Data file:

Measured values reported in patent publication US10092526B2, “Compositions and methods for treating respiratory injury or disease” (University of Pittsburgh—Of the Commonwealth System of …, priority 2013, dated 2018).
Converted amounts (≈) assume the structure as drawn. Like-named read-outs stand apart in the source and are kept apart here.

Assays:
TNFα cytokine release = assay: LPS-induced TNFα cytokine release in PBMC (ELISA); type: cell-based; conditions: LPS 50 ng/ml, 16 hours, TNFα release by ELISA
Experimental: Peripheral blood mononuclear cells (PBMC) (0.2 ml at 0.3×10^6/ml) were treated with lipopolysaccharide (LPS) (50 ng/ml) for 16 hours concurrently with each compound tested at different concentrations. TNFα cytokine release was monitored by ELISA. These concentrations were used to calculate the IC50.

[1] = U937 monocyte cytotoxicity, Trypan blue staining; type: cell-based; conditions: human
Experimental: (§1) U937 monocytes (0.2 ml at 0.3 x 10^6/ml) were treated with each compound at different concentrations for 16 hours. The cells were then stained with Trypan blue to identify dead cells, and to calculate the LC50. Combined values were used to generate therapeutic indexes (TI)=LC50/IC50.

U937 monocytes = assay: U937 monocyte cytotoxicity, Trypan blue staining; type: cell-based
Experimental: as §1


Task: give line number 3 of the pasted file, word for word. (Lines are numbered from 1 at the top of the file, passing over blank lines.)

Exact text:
Assays: